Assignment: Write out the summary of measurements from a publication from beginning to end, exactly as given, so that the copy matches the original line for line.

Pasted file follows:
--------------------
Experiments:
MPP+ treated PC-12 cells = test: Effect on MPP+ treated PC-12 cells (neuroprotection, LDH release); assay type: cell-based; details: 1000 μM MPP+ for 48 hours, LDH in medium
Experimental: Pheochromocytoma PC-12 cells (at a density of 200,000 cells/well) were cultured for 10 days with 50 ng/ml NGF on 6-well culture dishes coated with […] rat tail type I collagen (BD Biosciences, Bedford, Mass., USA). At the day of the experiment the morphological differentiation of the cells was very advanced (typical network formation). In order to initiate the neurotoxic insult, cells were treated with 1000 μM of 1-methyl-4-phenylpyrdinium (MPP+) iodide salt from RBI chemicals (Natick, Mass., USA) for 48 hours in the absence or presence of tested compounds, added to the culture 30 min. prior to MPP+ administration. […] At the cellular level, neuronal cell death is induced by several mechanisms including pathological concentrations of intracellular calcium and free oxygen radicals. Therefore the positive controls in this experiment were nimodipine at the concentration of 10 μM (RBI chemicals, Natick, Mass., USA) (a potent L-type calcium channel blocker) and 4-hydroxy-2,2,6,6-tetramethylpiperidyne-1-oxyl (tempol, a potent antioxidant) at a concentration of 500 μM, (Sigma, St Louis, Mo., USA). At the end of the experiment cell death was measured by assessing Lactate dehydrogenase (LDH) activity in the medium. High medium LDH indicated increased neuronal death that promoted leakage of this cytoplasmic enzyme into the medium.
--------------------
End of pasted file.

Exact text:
Experiments:
MPP+ treated PC-12 cells = test: Effect on MPP+ treated PC-12 cells (neuroprotection, LDH release); assay type: cell-based; details: 1000 μM MPP+ for 48 hours, LDH in medium
Experimental: Pheochromocytoma PC-12 cells (at a density of 200,000 cells/well) were cultured for 10 days with 50 ng/ml NGF on 6-well culture dishes coated with […] rat tail type I collagen (BD Biosciences, Bedford, Mass., USA). At the day of the experiment the morphological differentiation of the cells was very advanced (typical network formation). In order to initiate the neurotoxic insult, cells were treated with 1000 μM of 1-methyl-4-phenylpyrdinium (MPP+) iodide salt from RBI chemicals (Natick, Mass., USA) for 48 hours in the absence or presence of tested compounds, added to the culture 30 min. prior to MPP+ administration. […] At the cellular level, neuronal cell death is induced by several mechanisms including pathological concentrations of intracellular calcium and free oxygen radicals. Therefore the positive controls in this experiment were nimodipine at the concentration of 10 μM (RBI chemicals, Natick, Mass., USA) (a potent L-type calcium channel blocker) and 4-hydroxy-2,2,6,6-tetramethylpiperidyne-1-oxyl (tempol, a potent antioxidant) at a concentration of 500 μM, (Sigma, St Louis, Mo., USA). At the end of the experiment cell death was measured by assessing Lactate dehydrogenase (LDH) activity in the medium. High medium LDH indicated increased neuronal death that promoted leakage of this cytoplasmic enzyme into the medium.